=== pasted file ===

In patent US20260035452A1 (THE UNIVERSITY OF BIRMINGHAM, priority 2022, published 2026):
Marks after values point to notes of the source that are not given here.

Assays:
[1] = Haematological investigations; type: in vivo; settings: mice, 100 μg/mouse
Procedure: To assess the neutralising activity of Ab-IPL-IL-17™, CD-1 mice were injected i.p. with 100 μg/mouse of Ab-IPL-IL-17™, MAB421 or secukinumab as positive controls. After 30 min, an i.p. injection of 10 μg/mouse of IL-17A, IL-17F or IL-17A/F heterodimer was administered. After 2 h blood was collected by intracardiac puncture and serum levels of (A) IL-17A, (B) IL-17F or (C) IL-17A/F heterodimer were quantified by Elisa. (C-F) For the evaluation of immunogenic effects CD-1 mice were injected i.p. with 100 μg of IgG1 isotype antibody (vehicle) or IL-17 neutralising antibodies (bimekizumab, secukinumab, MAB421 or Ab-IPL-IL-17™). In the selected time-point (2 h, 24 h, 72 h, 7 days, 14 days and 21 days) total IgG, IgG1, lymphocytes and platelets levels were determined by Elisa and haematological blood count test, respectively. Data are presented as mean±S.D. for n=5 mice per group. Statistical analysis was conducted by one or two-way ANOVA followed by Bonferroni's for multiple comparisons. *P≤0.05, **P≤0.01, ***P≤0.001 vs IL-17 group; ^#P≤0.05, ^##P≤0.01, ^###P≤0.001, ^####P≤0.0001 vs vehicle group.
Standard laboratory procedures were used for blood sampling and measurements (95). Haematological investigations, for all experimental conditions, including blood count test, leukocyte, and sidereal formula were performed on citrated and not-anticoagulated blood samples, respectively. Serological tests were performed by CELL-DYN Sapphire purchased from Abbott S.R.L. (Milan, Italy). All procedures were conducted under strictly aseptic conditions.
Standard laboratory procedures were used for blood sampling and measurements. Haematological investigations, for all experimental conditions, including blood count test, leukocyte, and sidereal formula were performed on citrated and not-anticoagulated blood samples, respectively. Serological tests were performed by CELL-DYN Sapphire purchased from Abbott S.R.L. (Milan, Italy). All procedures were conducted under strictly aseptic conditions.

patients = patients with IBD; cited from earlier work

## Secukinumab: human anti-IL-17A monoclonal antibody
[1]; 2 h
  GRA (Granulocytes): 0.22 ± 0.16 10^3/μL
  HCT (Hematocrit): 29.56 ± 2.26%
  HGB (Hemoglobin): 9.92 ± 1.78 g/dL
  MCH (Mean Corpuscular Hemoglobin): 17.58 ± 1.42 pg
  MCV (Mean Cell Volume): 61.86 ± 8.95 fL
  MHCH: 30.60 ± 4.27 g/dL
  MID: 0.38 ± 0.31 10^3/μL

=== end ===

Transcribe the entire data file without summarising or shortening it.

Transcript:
In patent US20260035452A1 (THE UNIVERSITY OF BIRMINGHAM, priority 2022, published 2026):
Marks after values point to notes of the source that are not given here.

Assays:
[1] = Haematological investigations; type: in vivo; settings: mice, 100 μg/mouse
Procedure: To assess the neutralising activity of Ab-IPL-IL-17™, CD-1 mice were injected i.p. with 100 μg/mouse of Ab-IPL-IL-17™, MAB421 or secukinumab as positive controls. After 30 min, an i.p. injection of 10 μg/mouse of IL-17A, IL-17F or IL-17A/F heterodimer was administered. After 2 h blood was collected by intracardiac puncture and serum levels of (A) IL-17A, (B) IL-17F or (C) IL-17A/F heterodimer were quantified by Elisa. (C-F) For the evaluation of immunogenic effects CD-1 mice were injected i.p. with 100 μg of IgG1 isotype antibody (vehicle) or IL-17 neutralising antibodies (bimekizumab, secukinumab, MAB421 or Ab-IPL-IL-17™). In the selected time-point (2 h, 24 h, 72 h, 7 days, 14 days and 21 days) total IgG, IgG1, lymphocytes and platelets levels were determined by Elisa and haematological blood count test, respectively. Data are presented as mean±S.D. for n=5 mice per group. Statistical analysis was conducted by one or two-way ANOVA followed by Bonferroni's for multiple comparisons. *P≤0.05, **P≤0.01, ***P≤0.001 vs IL-17 group; ^#P≤0.05, ^##P≤0.01, ^###P≤0.001, ^####P≤0.0001 vs vehicle group.
Standard laboratory procedures were used for blood sampling and measurements (95). Haematological investigations, for all experimental conditions, including blood count test, leukocyte, and sidereal formula were performed on citrated and not-anticoagulated blood samples, respectively. Serological tests were performed by CELL-DYN Sapphire purchased from Abbott S.R.L. (Milan, Italy). All procedures were conducted under strictly aseptic conditions.
Standard laboratory procedures were used for blood sampling and measurements. Haematological investigations, for all experimental conditions, including blood count test, leukocyte, and sidereal formula were performed on citrated and not-anticoagulated blood samples, respectively. Serological tests were performed by CELL-DYN Sapphire purchased from Abbott S.R.L. (Milan, Italy). All procedures were conducted under strictly aseptic conditions.

patients = patients with IBD; cited from earlier work

## Secukinumab: human anti-IL-17A monoclonal antibody
[1]; 2 h
  GRA (Granulocytes): 0.22 ± 0.16 10^3/μL
  HCT (Hematocrit): 29.56 ± 2.26%
  HGB (Hemoglobin): 9.92 ± 1.78 g/dL
  MCH (Mean Corpuscular Hemoglobin): 17.58 ± 1.42 pg
  MCV (Mean Cell Volume): 61.86 ± 8.95 fL
  MHCH: 30.60 ± 4.27 g/dL
  MID: 0.38 ± 0.31 10^3/μL